By Anshuman Shekhar(Bharthu,Jehanabad,Bihar)
Castes of India
Subdivisions five main clans
populations in Uttar Pradesh, Uttaranchal, Bihar, Jharkhand, Madhya Pradesh, Chattisgarh, Maharashtra and Nepal
Hindi, Bhojpuri and Magahi
Bhumihar Brahmins also known popularly as Bhumihars is a Hindu Brahmin
Caste who have traditionally resided in fertile regions of Indo-Gangetic plains of North India, in the states of Bihar, Uttar
Pradesh and Jharkhand.
The word Bhumihar consists of two Sanskrit words, bhoomi, meaning "land"
and har, meaning 'capturer'.
It is generally believed that they are called Bhumihars because they are agriculturists
but there may be slight variation in the meaning of the word 'Bhumi', which generally means land. Take the example of district
names as Singhbhum, Manbhum, Birbhum or Dhalbhum. These are all administrative units at present and were also revenue units
during the British and Mughal periods.
They perform their religious ceremonies in the same manner
as other Brahmins do, but as they also practice secular occupations like the Laukik Brahmans of Southern India, they are not
entitled to accept religious gifts or to minister to anyone as priest. They are said to be 'trikarmi' brahmins, that is they
do not go to beg alms at the doors of nonbrahmins but instances of Bhumihar Brahmins engaging in priestly practices is not
uncommon. The usual surnames of the Bhumihar Brahmins are same as those of other Brahmins of Northern India. Being a warrior
Brahmin by caste, many of them have Kshatriya surnames like Singh too. They differ from other Brahmins in these aspects:
Brahmins are addicted to agriculture, a pursuit considered to be undermining the diginity of pure or orthodox Brahmins.
have accepted and adopted in their chief families the secular titles of Raja, Maharaja and so forth distinctions which high
The Bhumihar Brahmin only perform a half of the prescribed Brahminical duties. They give alms, but do
not receive them; they offer sacrifices to their idols, but do not perform the duties and offices of the priesthood; they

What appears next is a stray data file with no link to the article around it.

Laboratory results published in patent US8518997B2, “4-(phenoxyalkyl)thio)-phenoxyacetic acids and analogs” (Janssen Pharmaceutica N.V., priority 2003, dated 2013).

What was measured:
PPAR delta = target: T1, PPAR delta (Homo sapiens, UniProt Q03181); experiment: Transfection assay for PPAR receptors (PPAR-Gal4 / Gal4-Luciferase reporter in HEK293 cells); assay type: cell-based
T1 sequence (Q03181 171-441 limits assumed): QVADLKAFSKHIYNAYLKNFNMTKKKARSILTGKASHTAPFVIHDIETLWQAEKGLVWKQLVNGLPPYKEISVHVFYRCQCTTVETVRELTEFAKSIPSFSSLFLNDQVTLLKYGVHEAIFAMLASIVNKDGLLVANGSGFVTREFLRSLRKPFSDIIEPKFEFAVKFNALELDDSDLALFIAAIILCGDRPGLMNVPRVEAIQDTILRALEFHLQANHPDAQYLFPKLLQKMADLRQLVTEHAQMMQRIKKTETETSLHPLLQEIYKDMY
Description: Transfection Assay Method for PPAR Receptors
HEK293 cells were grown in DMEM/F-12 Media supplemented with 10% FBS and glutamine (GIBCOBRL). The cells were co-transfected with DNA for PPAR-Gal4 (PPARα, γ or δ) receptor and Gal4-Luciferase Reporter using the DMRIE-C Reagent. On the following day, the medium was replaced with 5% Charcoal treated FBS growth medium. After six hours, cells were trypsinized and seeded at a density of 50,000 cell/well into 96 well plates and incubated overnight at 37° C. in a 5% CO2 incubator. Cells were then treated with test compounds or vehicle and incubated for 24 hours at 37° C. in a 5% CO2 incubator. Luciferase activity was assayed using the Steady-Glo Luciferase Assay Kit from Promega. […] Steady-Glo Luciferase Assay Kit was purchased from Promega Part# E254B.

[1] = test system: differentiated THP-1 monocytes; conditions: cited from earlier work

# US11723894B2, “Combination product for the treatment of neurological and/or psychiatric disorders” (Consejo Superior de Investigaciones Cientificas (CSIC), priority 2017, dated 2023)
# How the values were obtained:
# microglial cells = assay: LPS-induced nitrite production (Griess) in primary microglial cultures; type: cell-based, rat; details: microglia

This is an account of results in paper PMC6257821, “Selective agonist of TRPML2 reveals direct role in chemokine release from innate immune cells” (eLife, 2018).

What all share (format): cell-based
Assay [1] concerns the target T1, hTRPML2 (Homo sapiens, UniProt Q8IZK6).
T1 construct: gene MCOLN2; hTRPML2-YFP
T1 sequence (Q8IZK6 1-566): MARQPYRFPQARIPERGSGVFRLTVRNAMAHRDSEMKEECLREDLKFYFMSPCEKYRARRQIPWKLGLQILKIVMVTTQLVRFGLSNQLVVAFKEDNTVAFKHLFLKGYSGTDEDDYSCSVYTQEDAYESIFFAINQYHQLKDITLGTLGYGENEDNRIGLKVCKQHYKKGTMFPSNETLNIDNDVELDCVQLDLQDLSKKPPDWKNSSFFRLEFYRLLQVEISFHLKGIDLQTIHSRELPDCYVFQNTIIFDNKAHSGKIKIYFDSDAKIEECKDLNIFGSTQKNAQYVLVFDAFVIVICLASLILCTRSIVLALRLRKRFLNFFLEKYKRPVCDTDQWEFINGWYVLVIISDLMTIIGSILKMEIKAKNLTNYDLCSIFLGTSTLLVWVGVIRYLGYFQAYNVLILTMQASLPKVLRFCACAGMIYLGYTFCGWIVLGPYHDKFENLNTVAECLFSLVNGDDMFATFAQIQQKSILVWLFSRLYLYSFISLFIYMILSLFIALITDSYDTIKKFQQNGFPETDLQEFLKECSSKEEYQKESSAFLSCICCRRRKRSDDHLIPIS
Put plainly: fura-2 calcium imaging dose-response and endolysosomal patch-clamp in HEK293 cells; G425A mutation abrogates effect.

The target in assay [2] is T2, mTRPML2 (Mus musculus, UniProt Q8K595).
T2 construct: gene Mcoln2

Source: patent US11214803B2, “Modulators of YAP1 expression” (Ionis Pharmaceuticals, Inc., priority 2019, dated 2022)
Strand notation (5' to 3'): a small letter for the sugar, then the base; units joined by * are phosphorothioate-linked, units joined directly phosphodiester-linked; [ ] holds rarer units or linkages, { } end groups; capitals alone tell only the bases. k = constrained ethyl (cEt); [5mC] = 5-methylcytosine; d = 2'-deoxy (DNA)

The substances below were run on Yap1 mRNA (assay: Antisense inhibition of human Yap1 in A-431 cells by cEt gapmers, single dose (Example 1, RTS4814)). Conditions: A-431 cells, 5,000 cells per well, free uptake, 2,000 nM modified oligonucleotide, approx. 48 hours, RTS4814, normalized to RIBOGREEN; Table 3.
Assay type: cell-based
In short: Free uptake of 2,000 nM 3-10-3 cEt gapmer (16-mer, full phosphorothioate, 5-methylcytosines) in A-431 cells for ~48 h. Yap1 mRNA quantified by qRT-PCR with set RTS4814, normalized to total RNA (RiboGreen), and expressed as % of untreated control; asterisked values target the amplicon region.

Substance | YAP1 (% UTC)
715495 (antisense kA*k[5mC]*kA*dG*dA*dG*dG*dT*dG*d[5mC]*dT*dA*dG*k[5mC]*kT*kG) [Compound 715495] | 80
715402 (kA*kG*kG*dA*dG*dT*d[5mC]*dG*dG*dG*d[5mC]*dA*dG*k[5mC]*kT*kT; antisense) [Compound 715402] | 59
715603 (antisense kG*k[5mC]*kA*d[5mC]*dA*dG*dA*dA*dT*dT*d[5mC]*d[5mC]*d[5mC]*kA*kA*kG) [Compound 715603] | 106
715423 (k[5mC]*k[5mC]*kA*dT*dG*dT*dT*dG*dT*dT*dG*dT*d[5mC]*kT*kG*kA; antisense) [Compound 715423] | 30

read the scared writings, but do not teach them.
Mentions by Historians
Mr Crook in his book, The
Tribes and castes of UP and Oudh: Part II, page 64, has written: Bhumihar (Sanskrit Bhumi, 'land' and Kara(har), 'maker'):
An important tribe and landowners and agriculturists in eastern districts. They are also known as Babhan, Zamindar Brahmin,
Grihastha Brahman or Pachchima (Western) Brahmin.
According to Sir Elliot's supplemental glossary,
there are five divisions of the Kamkoobj Brahmins. They are Kamkoobj proper, Sunadh, Surwaria, Jijhotia and Bhoinhar.
Mr William Oldham in his book North Western Provinces Historical And Statical Memoir, has categorically
mentioned that Bhoinhars, both by themselves and by ethnologists, are believed to be the descendants of Brahmins, who on becoming
cultivators and landholders gave up their priestly functions.
Pundit Yogendra Bhattacharya
Pundit Yogendra Bhattacharya
in his book Hindu Castes and Set, writes that Bhumihar Brahmin literally means landholder. The Bhumihar Brahmins are evidently
those Bhrahmins who held grants of land for secular services. Any Brahmin who held a secular fief was a Bhumihar.
the context of mythological perspective, Bhumihar Brahmins identify themselves with Bhagwan Parashurama, who was a Brahmin
and who is believed to have killed all the Kshatriyas from the earth 21 times. The descendants and associates of Parshuram